We have some questions concerning the University of Nebraska. We have come into these questions because of recent developments with UNL sophomore student and Turning Point USA recruiter, Kaitlyn Mullen.

Question No. 1: Are professors at UNL hostile toward conservative students? On Aug. 25 English Department graduate assistant Courtney Lawton protested in front of Kaitlyn Mullen’s recruitment table for Turning Point USA with a sign, labeling her as a neo-fascist and verbally assaulting her as a “Becky,” a racist term for sexually loose white women. UNL English Professor Amanda Gailey also protested against Mullen with a sign, demanding her name be added to Turning Point USA’s professor watch list. Meanwhile, another unknown employee of the university asked Mullen to move her table to a “free speech zone.”

Question No. 2: Are university administrators warm, welcoming, inviting and transparent towards conservative students? UNL Chancellor Ronnie Green conducted a full-scale investigation of the Aug. 25 incident and set up a meeting to report the university’s findings to Mullen on Oct. 23. Chancellor Green asked Mullen to meet privately with him and his staff and that no recording of the session would be permitted. Mullen was asked to meet with the chancellor, Executive Vice Chancellor, Donde Plowman, Interim Vice Chancellor of Student Affairs Laurie Bellows, and Chief of Staff William Nunez. That’s a ratio of four college administrators to one undergraduate student. Feeling outnumbered and intimidated, Mullen insisted on bringing her own attorney to the meeting.

Question No. 3: Can the university’s administration conduct an honest investigation when a conservative student is involved? During the Oct. 23 meeting, it was reported to Mullen that no disciplinary action whatsoever had been taken against Gailey and Lawton. Furthermore, the chancellor Green played a video tape of the incident to Mullen, which was mysteriously missing a 10-minute interval when, according to Mullen, Gailey had protested against her with a sign. Green’s explanation for the missing segment was that the camera suddenly stopped filming in that particular location and jumped to another area of the campus.

Question No. 4 Can anyone at the university tell the truth about free speech zones on campus? In August university spokesman Steve Smith told the Daily Nebraskan, UNL’s student newspaper, that the “free speech zone” is “the space between the Nebraska Union and the Canfield Administration Building.” He later retracted his statement. When University President Hank Bounds was interviewed by Coby Mach on Sept. 25 on KLIN radio, he denied the existence of any “free speech zones” on campus. However, the chancellor during the Oct. 23 meeting that the “free speech zone” was for visitors to the campus, such as street preachers.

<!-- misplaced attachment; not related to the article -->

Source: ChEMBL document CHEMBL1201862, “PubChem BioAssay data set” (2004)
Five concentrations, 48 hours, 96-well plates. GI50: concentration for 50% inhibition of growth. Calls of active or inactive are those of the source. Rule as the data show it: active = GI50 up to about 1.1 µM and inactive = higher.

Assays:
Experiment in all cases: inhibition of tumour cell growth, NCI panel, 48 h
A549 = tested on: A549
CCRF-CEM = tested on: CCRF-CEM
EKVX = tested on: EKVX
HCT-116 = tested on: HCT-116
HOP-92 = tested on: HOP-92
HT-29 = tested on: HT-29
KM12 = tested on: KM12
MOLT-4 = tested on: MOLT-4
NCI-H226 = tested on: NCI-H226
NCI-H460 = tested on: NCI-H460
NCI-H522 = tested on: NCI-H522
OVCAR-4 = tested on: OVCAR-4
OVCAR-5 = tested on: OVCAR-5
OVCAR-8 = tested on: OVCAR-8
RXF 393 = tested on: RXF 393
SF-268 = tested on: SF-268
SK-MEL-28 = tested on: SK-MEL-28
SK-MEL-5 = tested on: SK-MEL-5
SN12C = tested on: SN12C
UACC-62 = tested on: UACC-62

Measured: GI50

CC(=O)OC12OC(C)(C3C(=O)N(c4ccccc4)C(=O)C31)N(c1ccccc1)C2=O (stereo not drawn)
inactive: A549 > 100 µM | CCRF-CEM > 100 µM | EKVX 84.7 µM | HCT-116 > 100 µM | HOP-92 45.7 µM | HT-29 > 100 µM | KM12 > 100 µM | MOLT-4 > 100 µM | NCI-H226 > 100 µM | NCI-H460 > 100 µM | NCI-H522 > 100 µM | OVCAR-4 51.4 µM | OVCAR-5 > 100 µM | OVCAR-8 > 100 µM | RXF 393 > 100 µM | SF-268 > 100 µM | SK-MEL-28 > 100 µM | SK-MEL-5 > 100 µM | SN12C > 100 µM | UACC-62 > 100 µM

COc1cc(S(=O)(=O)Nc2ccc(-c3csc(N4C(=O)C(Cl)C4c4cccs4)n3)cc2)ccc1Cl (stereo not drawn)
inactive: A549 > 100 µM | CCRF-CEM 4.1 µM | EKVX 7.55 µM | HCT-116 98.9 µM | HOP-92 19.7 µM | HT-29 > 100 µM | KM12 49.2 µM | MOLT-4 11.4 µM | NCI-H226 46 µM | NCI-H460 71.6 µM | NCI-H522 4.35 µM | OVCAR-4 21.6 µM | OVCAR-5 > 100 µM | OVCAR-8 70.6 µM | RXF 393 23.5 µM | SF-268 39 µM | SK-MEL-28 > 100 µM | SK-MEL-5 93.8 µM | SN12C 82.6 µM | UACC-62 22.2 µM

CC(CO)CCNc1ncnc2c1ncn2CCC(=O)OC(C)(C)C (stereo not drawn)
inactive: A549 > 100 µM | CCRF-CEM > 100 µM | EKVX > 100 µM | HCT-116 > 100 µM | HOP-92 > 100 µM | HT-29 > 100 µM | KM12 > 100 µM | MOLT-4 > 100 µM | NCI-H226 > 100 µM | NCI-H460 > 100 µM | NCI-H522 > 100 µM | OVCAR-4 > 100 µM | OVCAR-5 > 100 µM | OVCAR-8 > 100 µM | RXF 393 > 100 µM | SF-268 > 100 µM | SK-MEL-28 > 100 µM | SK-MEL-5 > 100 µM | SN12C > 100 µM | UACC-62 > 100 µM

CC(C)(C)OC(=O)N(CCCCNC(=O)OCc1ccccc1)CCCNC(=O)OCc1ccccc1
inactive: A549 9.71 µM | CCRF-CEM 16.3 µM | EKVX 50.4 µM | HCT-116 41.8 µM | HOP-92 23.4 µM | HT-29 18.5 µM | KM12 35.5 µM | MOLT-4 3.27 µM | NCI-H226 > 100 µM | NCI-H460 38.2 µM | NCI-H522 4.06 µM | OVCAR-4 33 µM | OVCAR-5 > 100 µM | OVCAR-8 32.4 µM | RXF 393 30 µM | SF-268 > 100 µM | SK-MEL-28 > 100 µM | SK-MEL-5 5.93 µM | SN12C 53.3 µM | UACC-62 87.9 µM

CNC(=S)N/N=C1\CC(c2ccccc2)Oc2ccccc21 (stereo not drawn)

Question No. 5: Does anyone teach English anymore at UNL? The homepage for the English Department at UNL, advertises its core values as: 1) Pursuing social justice, 2) Affirming diversity, 3) Engaging with a broad array of real and imagined communities based on empathetic understanding, 4) Fostering a sense of belonging, and 5) Instilling a desire for civic engagement. Strangely missing from these core values are traditional English department words such as “classic literature studies,” “writing,” “poetry,” “fiction,” “grammar,” and “novel.” Instead, the English department at UNL proudly displays several political posters in the department. One such poster says, “Nothing in this country can mean anything without admitting it was founded on betrayal.” The English department has proudly condemned President Trump’s executive order to suspend immigrant travel and it has recently reiterated its support for the LGBTQA community. When asked if he was aware of the contents of the English department’s webpage, the chancellor said he was unaware of it. Most disturbing, though, is the fact that the English department’s webpage is missing anything which even remotely resembles a traditional English education.

As you can see, as state senators we have justifiable reasons to be concerned about the social condition and discriminatory actions of our state’s flagship university.

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